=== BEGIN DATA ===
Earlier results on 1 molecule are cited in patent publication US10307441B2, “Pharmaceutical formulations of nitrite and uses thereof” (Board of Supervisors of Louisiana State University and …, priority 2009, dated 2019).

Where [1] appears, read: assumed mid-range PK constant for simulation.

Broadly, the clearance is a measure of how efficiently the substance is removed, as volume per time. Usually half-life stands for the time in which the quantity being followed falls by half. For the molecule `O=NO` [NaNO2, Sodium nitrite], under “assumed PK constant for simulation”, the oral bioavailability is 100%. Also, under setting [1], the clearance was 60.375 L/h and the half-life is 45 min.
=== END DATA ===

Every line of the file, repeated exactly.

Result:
Earlier results on 1 molecule are cited in patent publication US10307441B2, “Pharmaceutical formulations of nitrite and uses thereof” (Board of Supervisors of Louisiana State University and …, priority 2009, dated 2019).

Where [1] appears, read: assumed mid-range PK constant for simulation.

Broadly, the clearance is a measure of how efficiently the substance is removed, as volume per time. Usually half-life stands for the time in which the quantity being followed falls by half. For the molecule `O=NO` [NaNO2, Sodium nitrite], under “assumed PK constant for simulation”, the oral bioavailability is 100%. Also, under setting [1], the clearance was 60.375 L/h and the half-life is 45 min.